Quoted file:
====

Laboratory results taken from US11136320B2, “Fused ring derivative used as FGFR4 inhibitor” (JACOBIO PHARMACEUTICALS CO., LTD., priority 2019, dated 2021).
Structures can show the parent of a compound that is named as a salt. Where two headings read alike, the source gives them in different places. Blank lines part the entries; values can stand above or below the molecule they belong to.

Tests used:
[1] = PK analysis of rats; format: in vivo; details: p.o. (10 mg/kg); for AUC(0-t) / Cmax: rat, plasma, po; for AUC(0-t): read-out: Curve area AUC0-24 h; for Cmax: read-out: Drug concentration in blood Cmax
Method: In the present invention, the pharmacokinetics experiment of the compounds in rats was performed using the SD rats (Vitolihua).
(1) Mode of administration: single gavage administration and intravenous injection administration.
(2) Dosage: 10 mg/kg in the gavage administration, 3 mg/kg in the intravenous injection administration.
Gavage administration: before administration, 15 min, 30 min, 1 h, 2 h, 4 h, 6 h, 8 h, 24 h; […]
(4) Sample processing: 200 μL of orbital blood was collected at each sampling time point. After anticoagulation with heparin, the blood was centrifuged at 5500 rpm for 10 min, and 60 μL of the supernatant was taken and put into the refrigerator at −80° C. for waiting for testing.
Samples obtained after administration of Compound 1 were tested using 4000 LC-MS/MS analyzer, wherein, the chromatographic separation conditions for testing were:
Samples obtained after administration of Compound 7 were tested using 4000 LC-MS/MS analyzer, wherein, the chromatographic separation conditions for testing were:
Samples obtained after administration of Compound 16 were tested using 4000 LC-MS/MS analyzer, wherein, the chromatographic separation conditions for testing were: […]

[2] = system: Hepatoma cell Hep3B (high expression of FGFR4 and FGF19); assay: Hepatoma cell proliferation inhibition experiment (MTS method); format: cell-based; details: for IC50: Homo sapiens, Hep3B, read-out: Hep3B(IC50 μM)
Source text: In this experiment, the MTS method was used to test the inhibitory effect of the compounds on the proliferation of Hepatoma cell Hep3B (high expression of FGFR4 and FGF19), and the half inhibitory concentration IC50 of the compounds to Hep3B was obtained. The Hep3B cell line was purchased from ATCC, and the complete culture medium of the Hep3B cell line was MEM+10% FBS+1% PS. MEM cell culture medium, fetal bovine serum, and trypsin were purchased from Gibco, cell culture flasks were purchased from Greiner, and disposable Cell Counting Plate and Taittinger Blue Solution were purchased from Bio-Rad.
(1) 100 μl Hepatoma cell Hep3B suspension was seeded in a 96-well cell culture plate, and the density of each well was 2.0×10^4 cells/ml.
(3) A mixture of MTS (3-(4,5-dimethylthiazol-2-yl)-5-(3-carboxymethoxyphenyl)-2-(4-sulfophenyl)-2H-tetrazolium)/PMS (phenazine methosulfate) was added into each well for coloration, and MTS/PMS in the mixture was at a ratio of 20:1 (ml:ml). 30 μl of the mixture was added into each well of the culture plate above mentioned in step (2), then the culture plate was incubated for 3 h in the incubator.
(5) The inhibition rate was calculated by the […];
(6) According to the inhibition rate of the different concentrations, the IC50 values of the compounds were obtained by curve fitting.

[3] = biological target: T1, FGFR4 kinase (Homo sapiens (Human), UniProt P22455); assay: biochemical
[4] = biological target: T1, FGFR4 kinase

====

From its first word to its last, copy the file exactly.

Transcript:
Laboratory results taken from US11136320B2, “Fused ring derivative used as FGFR4 inhibitor” (JACOBIO PHARMACEUTICALS CO., LTD., priority 2019, dated 2021).
Structures can show the parent of a compound that is named as a salt. Where two headings read alike, the source gives them in different places. Blank lines part the entries; values can stand above or below the molecule they belong to.

Tests used:
[1] = PK analysis of rats; format: in vivo; details: p.o. (10 mg/kg); for AUC(0-t) / Cmax: rat, plasma, po; for AUC(0-t): read-out: Curve area AUC0-24 h; for Cmax: read-out: Drug concentration in blood Cmax
Method: In the present invention, the pharmacokinetics experiment of the compounds in rats was performed using the SD rats (Vitolihua).
(1) Mode of administration: single gavage administration and intravenous injection administration.
(2) Dosage: 10 mg/kg in the gavage administration, 3 mg/kg in the intravenous injection administration.
Gavage administration: before administration, 15 min, 30 min, 1 h, 2 h, 4 h, 6 h, 8 h, 24 h; […]
(4) Sample processing: 200 μL of orbital blood was collected at each sampling time point. After anticoagulation with heparin, the blood was centrifuged at 5500 rpm for 10 min, and 60 μL of the supernatant was taken and put into the refrigerator at −80° C. for waiting for testing.
Samples obtained after administration of Compound 1 were tested using 4000 LC-MS/MS analyzer, wherein, the chromatographic separation conditions for testing were:
Samples obtained after administration of Compound 7 were tested using 4000 LC-MS/MS analyzer, wherein, the chromatographic separation conditions for testing were:
Samples obtained after administration of Compound 16 were tested using 4000 LC-MS/MS analyzer, wherein, the chromatographic separation conditions for testing were: […]

[2] = system: Hepatoma cell Hep3B (high expression of FGFR4 and FGF19); assay: Hepatoma cell proliferation inhibition experiment (MTS method); format: cell-based; details: for IC50: Homo sapiens, Hep3B, read-out: Hep3B(IC50 μM)
Source text: In this experiment, the MTS method was used to test the inhibitory effect of the compounds on the proliferation of Hepatoma cell Hep3B (high expression of FGFR4 and FGF19), and the half inhibitory concentration IC50 of the compounds to Hep3B was obtained. The Hep3B cell line was purchased from ATCC, and the complete culture medium of the Hep3B cell line was MEM+10% FBS+1% PS. MEM cell culture medium, fetal bovine serum, and trypsin were purchased from Gibco, cell culture flasks were purchased from Greiner, and disposable Cell Counting Plate and Taittinger Blue Solution were purchased from Bio-Rad.
(1) 100 μl Hepatoma cell Hep3B suspension was seeded in a 96-well cell culture plate, and the density of each well was 2.0×10^4 cells/ml.
(3) A mixture of MTS (3-(4,5-dimethylthiazol-2-yl)-5-(3-carboxymethoxyphenyl)-2-(4-sulfophenyl)-2H-tetrazolium)/PMS (phenazine methosulfate) was added into each well for coloration, and MTS/PMS in the mixture was at a ratio of 20:1 (ml:ml). 30 μl of the mixture was added into each well of the culture plate above mentioned in step (2), then the culture plate was incubated for 3 h in the incubator.
(5) The inhibition rate was calculated by the […];
(6) According to the inhibition rate of the different concentrations, the IC50 values of the compounds were obtained by curve fitting.

[3] = biological target: T1, FGFR4 kinase (Homo sapiens (Human), UniProt P22455); assay: biochemical
[4] = biological target: T1, FGFR4 kinase